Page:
All Joe Knight
A Novelby Kevin Morris
An audacious debut novel set in hardscrabble Philadelphia about an orphan named Joe and the basketball team that raised him—a team that also has the power to be his undoing.
I am Joe, sometimes Joey. Ordinary Joe. Average Joe. Joe Blow. Joseph Michael Knight, Jr. Joe Knight. All night long. All Knight Long. All Knight.
Kevin Morris received wide literary acclaim with his story collection White Man’s Problems, praised by David Carr as “remarkable” and Tom Perrotta as “revelatory.” Now Morris cements his place as a bold new voice in American literature with his muscular debut novel, All Joe Knight.
1961. Outside Philadelphia, a soon-to-be father runs into a telephone pole while driving drunk; nine months later, his widow dies in a smashed-up T-Bird. From the start, the orphaned Joe Knight is a blank slate. Taken in by a kindly aunt in a tough-skinned suburb, Joe finds his family in high school with the Fallcrest basketball team—the kind of team that comes around once in a lifetime. All these kids want is to make it to the Palestra, UPenn’s cathedral of college basketball.
Fast-forward thirty years. Joe is newly divorced with one daughter and certain he is unfit for love. Ever since selling the ad firm he built from the ground up for millions, he’s been wiling away his time at a local business school and going to strip clubs, the only place where he can quiet his mind. But then he hears from Chris Scully, a former Fallcrest teammate who is now district attorney. The Justice Department is sniffing around the deal that got Joe rich years ago—a deal he cut every member of the basketball team into, except for Scully. As the details about Joe’s possible transgression are unreeled, he is forced to face the emptiness inside himself and a secret that has haunted him for decades.
“A remarkable and agonizing portrayal of a middle-aged man who doesn’t know what’s become of his life, and doesn’t seem to care.” —Tyler Confoy, Esquire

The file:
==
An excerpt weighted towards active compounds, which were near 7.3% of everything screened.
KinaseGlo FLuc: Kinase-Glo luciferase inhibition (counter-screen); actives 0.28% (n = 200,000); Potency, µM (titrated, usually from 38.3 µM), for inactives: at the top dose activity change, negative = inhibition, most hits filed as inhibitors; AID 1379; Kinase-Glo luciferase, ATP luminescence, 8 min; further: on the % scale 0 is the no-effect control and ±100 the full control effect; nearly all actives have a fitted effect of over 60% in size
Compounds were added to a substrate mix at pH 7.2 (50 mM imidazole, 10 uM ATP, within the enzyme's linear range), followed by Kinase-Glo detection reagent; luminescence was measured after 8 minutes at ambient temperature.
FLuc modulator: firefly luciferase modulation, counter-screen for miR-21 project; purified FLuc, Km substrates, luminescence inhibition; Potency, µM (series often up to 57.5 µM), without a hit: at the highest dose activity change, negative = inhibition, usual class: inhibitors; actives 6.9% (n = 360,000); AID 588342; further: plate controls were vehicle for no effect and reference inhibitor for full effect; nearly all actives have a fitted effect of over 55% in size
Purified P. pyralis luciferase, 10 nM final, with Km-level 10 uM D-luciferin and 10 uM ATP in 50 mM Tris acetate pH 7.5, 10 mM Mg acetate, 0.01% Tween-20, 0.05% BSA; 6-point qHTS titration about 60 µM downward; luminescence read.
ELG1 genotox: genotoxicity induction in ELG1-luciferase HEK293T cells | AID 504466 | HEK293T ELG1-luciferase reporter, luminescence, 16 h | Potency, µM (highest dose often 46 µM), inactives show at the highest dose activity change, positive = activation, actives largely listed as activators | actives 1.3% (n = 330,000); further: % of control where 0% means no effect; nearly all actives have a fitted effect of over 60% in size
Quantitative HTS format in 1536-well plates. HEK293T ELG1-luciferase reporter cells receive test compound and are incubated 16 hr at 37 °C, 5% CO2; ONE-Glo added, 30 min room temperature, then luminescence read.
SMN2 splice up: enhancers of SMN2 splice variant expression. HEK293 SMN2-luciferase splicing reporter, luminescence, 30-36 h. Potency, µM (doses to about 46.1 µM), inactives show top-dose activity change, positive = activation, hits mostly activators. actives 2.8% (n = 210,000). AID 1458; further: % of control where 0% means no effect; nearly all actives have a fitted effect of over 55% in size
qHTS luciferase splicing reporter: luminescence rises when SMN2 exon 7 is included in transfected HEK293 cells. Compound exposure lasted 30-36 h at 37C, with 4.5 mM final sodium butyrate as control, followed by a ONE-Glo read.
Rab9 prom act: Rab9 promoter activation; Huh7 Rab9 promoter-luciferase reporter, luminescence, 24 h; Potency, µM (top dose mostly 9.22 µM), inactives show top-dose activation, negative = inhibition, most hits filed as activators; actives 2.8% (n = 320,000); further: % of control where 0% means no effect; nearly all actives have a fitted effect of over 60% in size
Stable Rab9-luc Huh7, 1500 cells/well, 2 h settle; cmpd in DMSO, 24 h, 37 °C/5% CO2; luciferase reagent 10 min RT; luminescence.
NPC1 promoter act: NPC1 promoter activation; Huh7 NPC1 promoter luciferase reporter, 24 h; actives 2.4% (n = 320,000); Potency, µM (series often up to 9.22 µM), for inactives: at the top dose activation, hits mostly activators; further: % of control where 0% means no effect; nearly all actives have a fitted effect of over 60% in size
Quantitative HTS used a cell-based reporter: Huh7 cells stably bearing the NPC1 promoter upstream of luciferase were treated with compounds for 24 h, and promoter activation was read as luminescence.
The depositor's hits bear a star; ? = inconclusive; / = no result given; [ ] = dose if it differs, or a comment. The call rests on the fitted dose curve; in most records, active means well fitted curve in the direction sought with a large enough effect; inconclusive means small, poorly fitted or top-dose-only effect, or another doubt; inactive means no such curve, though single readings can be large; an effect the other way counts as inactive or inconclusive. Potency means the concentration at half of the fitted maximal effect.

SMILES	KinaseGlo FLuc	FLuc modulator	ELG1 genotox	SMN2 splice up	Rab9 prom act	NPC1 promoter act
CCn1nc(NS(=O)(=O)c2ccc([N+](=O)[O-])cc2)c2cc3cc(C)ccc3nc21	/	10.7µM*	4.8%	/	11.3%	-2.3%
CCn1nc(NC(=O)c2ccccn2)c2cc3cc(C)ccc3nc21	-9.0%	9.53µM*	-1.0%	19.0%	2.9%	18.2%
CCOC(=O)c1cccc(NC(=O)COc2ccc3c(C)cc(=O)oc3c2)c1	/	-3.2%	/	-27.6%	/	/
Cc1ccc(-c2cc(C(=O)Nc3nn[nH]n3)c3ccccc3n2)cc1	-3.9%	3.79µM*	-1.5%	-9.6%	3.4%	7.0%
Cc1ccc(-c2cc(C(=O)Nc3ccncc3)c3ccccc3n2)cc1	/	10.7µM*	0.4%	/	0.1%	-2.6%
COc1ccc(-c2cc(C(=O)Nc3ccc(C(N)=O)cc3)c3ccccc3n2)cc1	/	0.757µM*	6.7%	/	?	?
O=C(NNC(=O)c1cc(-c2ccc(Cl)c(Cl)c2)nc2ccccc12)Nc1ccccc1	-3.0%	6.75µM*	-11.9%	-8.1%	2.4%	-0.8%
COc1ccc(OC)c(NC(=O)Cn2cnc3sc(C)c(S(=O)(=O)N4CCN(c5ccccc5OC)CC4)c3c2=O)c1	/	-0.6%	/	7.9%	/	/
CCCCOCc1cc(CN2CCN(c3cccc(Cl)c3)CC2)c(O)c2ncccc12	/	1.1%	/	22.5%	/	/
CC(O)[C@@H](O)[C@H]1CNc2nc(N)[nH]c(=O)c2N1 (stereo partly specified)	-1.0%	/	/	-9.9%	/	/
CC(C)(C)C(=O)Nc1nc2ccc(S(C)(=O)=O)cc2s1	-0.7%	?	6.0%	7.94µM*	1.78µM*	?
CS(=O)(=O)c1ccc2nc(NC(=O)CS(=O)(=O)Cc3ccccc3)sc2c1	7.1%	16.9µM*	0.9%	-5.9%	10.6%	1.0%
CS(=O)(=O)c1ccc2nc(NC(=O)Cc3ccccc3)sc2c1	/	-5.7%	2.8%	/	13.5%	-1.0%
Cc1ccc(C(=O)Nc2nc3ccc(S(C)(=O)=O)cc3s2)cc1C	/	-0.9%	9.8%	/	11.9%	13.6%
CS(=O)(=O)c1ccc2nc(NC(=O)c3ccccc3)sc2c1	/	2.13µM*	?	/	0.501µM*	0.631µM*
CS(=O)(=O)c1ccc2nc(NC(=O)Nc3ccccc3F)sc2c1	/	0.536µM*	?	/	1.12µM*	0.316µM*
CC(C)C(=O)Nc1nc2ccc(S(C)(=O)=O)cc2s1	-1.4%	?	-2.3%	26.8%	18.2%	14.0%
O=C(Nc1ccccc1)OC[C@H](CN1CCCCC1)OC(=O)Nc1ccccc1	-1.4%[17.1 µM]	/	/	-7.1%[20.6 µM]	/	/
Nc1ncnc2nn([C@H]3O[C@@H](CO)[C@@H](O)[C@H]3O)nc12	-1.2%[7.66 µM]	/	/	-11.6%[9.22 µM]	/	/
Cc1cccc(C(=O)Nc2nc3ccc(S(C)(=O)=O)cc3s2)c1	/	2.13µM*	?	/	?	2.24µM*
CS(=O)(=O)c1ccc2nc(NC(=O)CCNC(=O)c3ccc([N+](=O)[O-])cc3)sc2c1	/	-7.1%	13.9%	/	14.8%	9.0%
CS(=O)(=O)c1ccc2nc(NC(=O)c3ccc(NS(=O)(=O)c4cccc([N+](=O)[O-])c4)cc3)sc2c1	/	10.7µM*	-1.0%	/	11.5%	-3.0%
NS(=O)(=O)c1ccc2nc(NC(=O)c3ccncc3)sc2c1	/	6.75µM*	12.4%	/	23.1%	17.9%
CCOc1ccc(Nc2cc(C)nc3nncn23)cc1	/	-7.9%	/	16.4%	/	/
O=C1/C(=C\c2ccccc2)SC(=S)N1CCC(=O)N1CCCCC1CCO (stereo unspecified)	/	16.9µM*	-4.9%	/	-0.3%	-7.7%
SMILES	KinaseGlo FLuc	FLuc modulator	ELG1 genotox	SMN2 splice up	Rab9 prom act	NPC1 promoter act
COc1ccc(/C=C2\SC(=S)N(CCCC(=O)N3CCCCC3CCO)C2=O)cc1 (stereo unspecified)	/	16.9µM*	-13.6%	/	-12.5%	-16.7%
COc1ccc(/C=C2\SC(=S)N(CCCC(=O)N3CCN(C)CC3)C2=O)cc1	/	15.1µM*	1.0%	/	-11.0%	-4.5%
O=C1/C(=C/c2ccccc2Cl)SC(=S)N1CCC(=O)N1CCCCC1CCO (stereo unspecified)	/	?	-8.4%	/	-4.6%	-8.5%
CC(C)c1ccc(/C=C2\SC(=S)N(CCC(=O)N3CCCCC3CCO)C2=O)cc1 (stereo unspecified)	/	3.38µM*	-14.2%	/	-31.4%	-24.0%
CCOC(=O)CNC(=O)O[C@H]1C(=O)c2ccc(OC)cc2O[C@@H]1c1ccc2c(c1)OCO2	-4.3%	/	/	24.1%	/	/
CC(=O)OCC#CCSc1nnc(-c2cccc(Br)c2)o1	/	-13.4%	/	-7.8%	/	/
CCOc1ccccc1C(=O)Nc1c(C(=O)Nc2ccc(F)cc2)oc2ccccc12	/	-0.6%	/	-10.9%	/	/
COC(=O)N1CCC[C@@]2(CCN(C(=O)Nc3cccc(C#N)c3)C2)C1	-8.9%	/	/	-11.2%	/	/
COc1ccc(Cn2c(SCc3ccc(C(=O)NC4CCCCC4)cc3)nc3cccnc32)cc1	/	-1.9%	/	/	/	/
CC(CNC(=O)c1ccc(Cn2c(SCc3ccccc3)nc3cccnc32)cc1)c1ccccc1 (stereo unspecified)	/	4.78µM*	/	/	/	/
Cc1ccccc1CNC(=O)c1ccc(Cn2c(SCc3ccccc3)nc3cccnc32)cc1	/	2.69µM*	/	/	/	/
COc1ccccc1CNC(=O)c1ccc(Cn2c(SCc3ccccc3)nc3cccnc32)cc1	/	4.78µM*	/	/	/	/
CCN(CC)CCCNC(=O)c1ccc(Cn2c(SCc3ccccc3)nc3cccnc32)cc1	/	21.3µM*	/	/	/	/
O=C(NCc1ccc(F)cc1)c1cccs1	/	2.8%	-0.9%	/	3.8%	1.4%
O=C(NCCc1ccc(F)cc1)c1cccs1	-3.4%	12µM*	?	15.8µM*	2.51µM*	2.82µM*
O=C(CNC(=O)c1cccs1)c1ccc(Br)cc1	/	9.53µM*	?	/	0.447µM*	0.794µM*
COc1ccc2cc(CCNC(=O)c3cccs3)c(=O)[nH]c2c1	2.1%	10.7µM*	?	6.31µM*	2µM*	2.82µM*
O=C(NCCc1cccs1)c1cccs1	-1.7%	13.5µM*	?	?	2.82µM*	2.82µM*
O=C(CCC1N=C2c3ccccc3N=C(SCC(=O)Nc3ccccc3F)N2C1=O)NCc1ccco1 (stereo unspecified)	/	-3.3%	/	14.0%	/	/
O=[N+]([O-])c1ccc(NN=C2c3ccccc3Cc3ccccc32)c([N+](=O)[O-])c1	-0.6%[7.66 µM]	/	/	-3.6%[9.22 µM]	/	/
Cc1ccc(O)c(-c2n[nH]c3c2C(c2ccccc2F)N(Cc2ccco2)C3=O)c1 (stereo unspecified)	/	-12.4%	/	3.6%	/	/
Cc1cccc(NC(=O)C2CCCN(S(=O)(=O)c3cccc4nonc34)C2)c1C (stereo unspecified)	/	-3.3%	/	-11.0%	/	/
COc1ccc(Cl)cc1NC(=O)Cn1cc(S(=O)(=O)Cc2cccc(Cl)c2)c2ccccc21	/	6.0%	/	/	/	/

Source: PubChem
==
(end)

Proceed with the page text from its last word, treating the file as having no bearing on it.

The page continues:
“[A] two-fisted debut novel . . . Joe is John Updike’s Rabbit Angstrom revised for the Trump era—more profane and straight-talking . . . Like a corner-bar Montaigne, Joe has an opinion on just about everything, from the wealthy to Bob Dylan, Philadelphia Flyers to women’s breasts . . . Joe is a boor, but Morris gives him an awareness of that boorishness, a complex past, and a gift for sturdy, well-turned observations . . . And Morris . . . has put a spotlight on a lower middle class that gets little attention in contemporary fiction, regardless of race . . . One of the graces of fiction is that an effective character doesn’t have to be likable. Morris’s novel is a surprisingly full portrait of one man who exemplifies the notion.” —Mark Athitakis, USA Today, 3/4 stars
“An engaging debut novel. Joe Knight . . . narrates in a gritty, defiant, sardonic voice that’s one of the work’s greatest strengths . . . As he’s had his full share of success, Joe Knight can sing about himself and America, but he sings mostly about the loneliness and disillusionment he’s brought on himself through bad choices, self-pity, and a sense of entitlement. A moving portrait of a lost soul in modern America, for all readers of literary fiction.” —Patrick Sullivan, Manchester Community Coll., CT, Library Journal
“Kevin Morris goes for a slam dunk in his debut novel, All Joe Knight.” —Vanity Fair Hot Type
“Suspenseful . . . Morris vividly evokes the dynamics among the boys—and later the disillusioned men—who came of age on the margins of a city in decline, and in the shadow of great colonial founding fathers.” —National Book Review
“Morris’s novel deftly shows that the frustrations of a stunted middle-aged man are evocative terrain.” —Publishers Weekly
“Morris’s muscular prose deftly captures his protagonist’s rough-and-tough beginnings and the scramble to achieve the American Dream.” —Library Journal
“An in your face account of friends, family, and Philly that I enjoyed all Knight long.” —My Dad Reads Too Many Books
Longlisted for the Center for Fiction First Novel Prize
An Amazon Best Book of the Month in Literature & Fiction for December 2016
Truth is I’ve made enough money and cut off enough strings that I don’t have to do anything and I like it. Coming up the way I did, from where I did, I am not burdened by a sense of sympathy or the guilt of a free pass. Truth is the math is simple: I don’t care enough about changing the general state of things to do anything. If you tuck enough away and are just carrying yourself, there is really not much anyone can do to you, especially if you are not pushing into anyone else’s world. That’s the great thing about America—the freedom to succeed and the freedom to be let alone once you do.
I think about kids once in a while, like who is the kid out there who is me, just forty years later. That passes unanswered. My own kid, she’ll be okay, I have her fixed up, and she doesn’t really want much from me anyway.
Truth is there’s nothing about the status quo that on balance makes me want to do anything differently than live life in this nice-ass apartment, above what’s left of the greene country towne that will never be burnt, always wholesome. Truth is I have ridden a wave generated by a miracle wind-machine born in this brick city five lifetimes ago. All this freedom. Truth is I will probably die like this, another American man who got what he wanted.